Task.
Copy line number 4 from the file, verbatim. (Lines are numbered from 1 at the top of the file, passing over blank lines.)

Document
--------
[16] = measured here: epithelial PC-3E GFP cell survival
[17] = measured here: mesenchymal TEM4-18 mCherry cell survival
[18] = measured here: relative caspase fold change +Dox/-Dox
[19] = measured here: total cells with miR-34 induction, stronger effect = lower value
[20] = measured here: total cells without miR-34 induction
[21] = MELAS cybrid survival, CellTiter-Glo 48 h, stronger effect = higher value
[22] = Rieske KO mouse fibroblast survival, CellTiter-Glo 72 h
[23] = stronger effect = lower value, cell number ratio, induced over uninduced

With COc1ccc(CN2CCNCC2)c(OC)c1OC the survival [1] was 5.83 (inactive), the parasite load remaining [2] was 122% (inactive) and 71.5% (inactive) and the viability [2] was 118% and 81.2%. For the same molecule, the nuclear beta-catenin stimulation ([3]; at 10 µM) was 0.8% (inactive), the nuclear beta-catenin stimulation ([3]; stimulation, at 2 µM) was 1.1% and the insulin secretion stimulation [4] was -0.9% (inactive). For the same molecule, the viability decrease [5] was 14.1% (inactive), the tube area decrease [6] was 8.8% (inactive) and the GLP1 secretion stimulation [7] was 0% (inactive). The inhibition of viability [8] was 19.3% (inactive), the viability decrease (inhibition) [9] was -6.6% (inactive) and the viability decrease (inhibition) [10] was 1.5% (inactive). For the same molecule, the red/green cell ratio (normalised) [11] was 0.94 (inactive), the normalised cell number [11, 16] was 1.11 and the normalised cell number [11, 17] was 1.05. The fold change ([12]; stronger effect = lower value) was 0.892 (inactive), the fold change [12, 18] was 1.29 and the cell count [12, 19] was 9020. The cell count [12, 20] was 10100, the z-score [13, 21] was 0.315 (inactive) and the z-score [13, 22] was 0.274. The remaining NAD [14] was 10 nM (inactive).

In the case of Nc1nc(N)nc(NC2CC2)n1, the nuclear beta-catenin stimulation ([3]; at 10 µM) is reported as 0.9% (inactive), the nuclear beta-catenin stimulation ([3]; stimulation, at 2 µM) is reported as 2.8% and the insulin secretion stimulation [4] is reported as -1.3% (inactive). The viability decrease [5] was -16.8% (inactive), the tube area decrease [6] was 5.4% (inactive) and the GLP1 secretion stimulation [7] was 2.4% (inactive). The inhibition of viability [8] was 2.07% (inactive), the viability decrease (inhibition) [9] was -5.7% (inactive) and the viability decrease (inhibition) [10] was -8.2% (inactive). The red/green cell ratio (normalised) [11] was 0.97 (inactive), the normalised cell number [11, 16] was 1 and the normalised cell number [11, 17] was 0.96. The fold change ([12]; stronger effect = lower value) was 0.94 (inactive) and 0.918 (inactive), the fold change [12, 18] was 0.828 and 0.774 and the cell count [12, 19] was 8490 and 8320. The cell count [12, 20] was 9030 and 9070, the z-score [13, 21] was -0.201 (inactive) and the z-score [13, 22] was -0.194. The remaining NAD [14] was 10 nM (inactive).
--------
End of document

[19] = measured here: total cells with miR-34 induction, stronger effect = lower value